A Dozen Summers at the very least doesn’t treat arthouse cinema as some hipster in-joke, nor does it reference it extensively – as a young girl’s first exposure to arthouse cinema, both in the structureless narrative and the frequent movie references, you could do far worse than this. It is far better at adapting to art film demands than it is those of the mainstream; the sole action sequence, a bicycle chase with some bullies, is laughably anti-climactic.


A Dozen Summers is far from perfect, but does have an infectious likability that ensures no amount of bad acting or bizarre filmmaking decisions will keep you from watching until the end.

Have you seen A Dozen Summers? What are the best films to get young audiences interested in arthouse cinema?

A Dozen Summers had a limited UK release back in August. All release dates can be found here.

(top image source: Ballpark Film Distributors)

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Opinions expressed in our articles are those of the authors and not of the Film Inquiry magazine.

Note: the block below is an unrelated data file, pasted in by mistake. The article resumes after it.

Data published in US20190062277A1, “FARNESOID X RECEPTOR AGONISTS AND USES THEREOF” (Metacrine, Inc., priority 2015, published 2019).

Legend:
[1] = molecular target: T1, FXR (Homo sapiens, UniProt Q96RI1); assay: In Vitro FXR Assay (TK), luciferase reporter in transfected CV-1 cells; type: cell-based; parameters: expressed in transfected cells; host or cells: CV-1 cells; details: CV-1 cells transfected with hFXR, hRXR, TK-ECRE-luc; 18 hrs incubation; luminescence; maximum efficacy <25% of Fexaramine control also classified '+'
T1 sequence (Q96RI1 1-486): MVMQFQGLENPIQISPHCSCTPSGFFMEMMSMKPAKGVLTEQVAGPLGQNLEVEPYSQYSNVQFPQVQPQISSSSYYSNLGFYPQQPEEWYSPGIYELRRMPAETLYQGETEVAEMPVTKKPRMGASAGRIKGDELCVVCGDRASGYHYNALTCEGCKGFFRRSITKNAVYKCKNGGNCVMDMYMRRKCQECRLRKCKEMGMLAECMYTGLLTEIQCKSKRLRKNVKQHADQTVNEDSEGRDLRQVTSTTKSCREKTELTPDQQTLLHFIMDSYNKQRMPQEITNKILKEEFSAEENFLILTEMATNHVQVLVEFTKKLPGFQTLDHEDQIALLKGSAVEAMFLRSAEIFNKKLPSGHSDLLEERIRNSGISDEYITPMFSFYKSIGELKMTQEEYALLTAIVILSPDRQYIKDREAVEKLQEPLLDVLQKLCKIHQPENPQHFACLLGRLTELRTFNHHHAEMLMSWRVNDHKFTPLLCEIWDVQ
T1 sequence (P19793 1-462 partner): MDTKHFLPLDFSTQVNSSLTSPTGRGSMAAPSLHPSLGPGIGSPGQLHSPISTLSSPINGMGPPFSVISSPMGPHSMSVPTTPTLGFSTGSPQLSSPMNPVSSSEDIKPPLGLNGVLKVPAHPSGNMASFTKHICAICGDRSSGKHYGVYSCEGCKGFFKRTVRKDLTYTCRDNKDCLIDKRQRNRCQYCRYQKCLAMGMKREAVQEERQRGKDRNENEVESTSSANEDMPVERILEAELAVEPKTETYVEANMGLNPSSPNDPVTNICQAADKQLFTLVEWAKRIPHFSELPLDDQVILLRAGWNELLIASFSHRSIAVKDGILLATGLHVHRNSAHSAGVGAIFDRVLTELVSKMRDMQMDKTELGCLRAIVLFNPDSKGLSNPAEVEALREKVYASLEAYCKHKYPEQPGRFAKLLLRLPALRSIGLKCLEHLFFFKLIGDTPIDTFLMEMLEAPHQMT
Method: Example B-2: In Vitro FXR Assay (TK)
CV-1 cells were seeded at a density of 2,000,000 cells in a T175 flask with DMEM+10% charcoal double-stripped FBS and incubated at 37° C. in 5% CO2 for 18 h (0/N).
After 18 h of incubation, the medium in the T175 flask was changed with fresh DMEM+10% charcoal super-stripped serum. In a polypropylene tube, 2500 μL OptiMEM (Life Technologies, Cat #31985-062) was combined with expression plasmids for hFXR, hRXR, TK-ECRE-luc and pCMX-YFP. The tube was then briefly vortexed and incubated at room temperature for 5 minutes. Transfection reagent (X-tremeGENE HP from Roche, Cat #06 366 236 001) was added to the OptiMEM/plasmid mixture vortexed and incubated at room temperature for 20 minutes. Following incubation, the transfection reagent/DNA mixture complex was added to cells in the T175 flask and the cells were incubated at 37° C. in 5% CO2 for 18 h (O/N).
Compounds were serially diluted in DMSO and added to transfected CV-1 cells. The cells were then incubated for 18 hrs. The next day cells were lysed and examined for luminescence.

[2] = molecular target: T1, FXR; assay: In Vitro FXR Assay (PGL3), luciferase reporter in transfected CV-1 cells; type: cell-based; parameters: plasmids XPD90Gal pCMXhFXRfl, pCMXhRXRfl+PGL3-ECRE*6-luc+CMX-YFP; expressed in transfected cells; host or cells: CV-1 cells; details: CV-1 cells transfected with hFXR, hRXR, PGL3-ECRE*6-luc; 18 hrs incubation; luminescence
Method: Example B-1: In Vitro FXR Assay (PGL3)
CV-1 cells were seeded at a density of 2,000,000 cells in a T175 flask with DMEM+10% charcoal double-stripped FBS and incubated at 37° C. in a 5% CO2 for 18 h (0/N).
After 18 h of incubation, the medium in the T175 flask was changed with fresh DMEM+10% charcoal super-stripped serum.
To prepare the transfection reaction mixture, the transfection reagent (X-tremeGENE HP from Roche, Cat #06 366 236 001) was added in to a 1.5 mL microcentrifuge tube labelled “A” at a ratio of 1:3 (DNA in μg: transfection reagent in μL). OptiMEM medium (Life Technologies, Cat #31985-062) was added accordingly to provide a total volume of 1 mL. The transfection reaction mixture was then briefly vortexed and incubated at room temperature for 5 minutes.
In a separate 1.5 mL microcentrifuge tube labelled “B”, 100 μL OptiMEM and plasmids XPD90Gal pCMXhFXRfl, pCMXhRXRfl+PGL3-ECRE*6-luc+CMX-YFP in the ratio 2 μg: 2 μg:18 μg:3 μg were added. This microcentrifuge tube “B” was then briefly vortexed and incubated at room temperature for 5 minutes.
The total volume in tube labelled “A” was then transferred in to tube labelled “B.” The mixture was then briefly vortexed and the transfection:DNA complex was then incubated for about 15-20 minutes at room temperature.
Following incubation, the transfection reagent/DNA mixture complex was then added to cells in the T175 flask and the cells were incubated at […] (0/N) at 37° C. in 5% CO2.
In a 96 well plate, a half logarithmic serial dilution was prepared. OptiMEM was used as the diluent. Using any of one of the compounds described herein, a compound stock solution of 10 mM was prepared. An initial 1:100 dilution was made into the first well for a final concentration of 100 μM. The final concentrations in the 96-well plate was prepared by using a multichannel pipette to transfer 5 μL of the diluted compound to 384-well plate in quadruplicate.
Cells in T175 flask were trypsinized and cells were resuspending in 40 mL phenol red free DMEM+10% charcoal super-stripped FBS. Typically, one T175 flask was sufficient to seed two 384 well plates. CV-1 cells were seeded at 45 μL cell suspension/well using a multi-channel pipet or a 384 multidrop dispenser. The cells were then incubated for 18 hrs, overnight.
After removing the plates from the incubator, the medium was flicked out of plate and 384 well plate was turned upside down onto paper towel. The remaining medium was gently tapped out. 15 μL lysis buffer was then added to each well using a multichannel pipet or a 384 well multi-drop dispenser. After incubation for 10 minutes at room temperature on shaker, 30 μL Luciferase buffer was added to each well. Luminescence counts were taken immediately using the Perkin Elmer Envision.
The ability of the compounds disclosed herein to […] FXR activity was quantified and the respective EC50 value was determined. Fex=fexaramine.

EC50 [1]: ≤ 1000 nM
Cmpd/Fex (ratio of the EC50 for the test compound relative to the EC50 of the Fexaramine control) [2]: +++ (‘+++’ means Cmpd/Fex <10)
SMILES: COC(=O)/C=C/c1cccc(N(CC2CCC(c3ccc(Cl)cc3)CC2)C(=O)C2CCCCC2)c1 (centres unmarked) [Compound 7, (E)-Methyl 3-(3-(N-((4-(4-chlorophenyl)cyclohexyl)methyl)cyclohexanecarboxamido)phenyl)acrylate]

Alistair is a 23 year old former journalism student from the sun-soaked city of Leeds, England, who has recently moved down to Cambridge. After spending two decades as "King of the North", it was time for a change and a move down south to work at a local newspaper followed. He has been writing about film since the start of 2014. If you like his writing, his work can also be found on Gay Essential, CutPrintFilm, Cinemole (his Wordpress blog) and over on his Letterboxd and YouTube pages. Because of his work for Film Inquiry, he is also a recognised member of GALECA, the Gay & Lesbian Entertainment Critics' Association.